"Or else what?" I chirped before thinking.
"Or else you'll be our full-time Darkfall columnist," my editor said.
So hey! We're talking about card games today! How about, I don't know, 10 of them?
Magic: The Gathering has been a geek card game staple for two decades now, beloved for its mana wheel, fiendishly complex deck-building, meta-game strategies, and that totally rad artwork. The online version has been around for a good portion of that time, and while it's dealt with many issues pertaining to coding, different developers, and an ever-expanding rulebook, it's still the one place you can go online to get the full buying, pack-opening, trading, deck-building, and card-playing experience. Just be careful: You will go broke if you lack self-control.
2. War of Omens
This Kickstarter project is an interesting mash-up between a CCG and a deck-builder game, forcing players to "buy" their cards each match and develop new decks on the fly. Perhaps the fantasy setting and tri-faction approach seem a little forgettable, but if it plays as well as the devs claim it does, who really cares?
Just be sure not to confuse this with Omens of War. Totally different thing.
The makers of Solforge want you to know that Magic: The Gathering creator Richard Garfield was involved with the development of this mobile-and-PC app. I know this because Garfield is name-dropped all over the Solforge website as if his name alone were a talisman against evil and bankruptcy.
Garfield aside, this TCG launched in 2013 and boasts a smooth multi-platform experience that can be played for free. The team has ambitious plans to grow the title in 2014.
It's an MMO! It's a CCG! It's from the makers of the World of Warcraft TCG! It's a money pit! Wait, that shouldn't be in the official press release, should it? Nevermind! This crowdfunded blend of MMO and CCG already has an ardent following as it's promised classes, dungeons, deck-building, card modification, robust trading, and (drumroll) "the most aggressive organized play infrastructure ever offered for a digital TCG."
I have no idea what that last bit means, but after I read it I was bestowed with the ability to speak to see through time.
5. Card Hunter
Card Hunter is one game that I personally recommend. It takes the aesthetic of a pen-and-paper board game dungeon crawl in a friend's basement and marries it to a deck-building game of sorts. Instead of collecting cards, you collect and equip gear that comes with a handful of cards apiece. Movement and combat is all drawn from this pool of cards, and there's both a single-player and multi-player mode available. It's also kind of funny in a very nerdy way.
6. Legends of Norrath
Legends of Norrath is for gamers who exist in the middle of the Venn diagram of "EverQuest players who just can't get enough of this game" and "TCG fans who like playing with only 16 other people in the world." I kid, I have no idea how many people play this. I didn't even know it existed, although I remember it had a big brother in Star Wars Galaxies way back when. Hey, what ever happened to that game?
What is this now? Don't they know Blizzard has a trademark on "hearthstone?" Don't expect this one to last too long, people!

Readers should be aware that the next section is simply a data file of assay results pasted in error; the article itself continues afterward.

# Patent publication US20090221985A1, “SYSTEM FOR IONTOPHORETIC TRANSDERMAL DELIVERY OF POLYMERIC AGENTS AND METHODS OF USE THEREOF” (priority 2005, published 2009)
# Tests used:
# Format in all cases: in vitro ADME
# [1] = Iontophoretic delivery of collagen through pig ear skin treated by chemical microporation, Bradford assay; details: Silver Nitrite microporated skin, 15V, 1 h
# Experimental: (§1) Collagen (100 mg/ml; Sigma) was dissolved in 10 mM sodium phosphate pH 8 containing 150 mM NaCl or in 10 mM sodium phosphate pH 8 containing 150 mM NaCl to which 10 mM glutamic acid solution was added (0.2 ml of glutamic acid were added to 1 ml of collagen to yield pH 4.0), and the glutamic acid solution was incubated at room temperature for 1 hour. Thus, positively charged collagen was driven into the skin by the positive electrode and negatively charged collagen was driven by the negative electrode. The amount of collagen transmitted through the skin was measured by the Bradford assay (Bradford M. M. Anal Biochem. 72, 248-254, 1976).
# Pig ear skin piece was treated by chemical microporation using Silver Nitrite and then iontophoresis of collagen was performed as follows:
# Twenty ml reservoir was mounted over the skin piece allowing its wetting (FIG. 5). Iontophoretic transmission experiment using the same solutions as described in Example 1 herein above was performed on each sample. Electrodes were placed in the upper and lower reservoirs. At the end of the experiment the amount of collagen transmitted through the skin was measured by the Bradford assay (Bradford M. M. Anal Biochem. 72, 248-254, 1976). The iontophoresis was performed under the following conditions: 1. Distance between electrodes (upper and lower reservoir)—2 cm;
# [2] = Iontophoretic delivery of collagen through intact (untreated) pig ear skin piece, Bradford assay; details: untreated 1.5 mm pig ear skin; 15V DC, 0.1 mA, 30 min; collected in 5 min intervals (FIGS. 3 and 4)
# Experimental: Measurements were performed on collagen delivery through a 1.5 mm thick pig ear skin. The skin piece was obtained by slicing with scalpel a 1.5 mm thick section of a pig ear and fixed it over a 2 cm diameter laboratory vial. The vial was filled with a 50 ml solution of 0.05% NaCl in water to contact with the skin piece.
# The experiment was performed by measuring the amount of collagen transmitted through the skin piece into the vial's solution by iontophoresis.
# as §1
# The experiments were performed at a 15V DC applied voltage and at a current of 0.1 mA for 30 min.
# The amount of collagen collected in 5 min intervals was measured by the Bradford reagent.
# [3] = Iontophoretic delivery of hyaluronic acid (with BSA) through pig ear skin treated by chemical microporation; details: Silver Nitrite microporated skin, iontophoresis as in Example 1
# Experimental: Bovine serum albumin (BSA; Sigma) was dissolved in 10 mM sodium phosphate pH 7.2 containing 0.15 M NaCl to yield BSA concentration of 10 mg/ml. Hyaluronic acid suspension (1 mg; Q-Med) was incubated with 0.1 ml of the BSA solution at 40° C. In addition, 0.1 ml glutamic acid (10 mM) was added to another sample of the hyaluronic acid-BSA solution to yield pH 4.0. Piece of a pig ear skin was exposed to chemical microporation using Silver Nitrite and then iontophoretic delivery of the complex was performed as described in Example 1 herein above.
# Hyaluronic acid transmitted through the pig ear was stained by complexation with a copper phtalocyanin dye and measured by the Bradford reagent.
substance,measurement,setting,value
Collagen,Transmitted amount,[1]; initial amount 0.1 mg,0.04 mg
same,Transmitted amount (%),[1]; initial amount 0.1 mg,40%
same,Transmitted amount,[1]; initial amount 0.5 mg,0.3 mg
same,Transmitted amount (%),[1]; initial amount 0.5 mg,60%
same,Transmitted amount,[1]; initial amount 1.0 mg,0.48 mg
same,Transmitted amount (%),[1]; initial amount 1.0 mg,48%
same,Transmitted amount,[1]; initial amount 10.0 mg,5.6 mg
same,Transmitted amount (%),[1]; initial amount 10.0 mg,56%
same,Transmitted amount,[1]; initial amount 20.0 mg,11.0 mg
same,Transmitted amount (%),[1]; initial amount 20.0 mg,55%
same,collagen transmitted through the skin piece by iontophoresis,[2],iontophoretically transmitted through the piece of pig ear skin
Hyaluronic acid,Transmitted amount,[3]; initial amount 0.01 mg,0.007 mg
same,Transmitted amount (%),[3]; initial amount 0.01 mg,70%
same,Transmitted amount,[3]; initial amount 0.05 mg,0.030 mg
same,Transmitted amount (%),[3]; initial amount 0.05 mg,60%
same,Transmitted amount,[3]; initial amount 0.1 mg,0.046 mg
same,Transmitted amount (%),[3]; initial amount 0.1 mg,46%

8. Infinity Wars
In doing "research" for this article (95% looking up animated gifs, 5% reading official websites) I've realized that pretty much all of these games are trying to appeal to a sense of nostalgia among the die-hard CCG crowd. "Remember those card games you used to play at summer camp? Ours is just like those! Except that you have even less of a chance of making out with a hottie when you play ours than you did back in the 8th grade."
So Infinity Wars -- what can be said? Generic title, appeal to days of yore, multi-platform offering, currently in beta. Excuse me, time for more animated gifs!
9. Might and Magic: Duel of Champions
Obviously, standing out from the rest of the crowd is highly important for TCGs. They want long-term loyalty for a river of money to flow from the You Mountains to their Accounting Delta. If you can't boast a unique angle because you're a blatant Magic clone, then slap on a popular IP and hope for the best. Personally, I feel the Might and Magic name has been spread a little thin over the years, but maybe there's enough juice left in it for a good hit.
10. Elemental Kingdoms
The last spot on this list will go to Elemental Kingdoms, which gets a mention not because it drew two random cards from Apples to Apples and went with it for a name but because it's from Perfect World Entertainment, which seems so darn chipper about it. Or you could take Beau's testimony, in which he calls Elemental Kingdoms "almost a unique game." Sold!
Wizard101, Clone Wars Adventures, and Free Realms should all get a special mention here for incorporating card game elements into the larger scope of their gameplay. If you complain about my leaving them out, then I'll know you didn't read to the end of this column!
Justin "Syp" Olivetti enjoys counting up to ten, a feat that he considers the apex of his career. If you'd like to learn how to count as well, check out The Perfect Ten. You can contact him via email at firstname.lastname@example.org or through his gaming blog, Bio Break.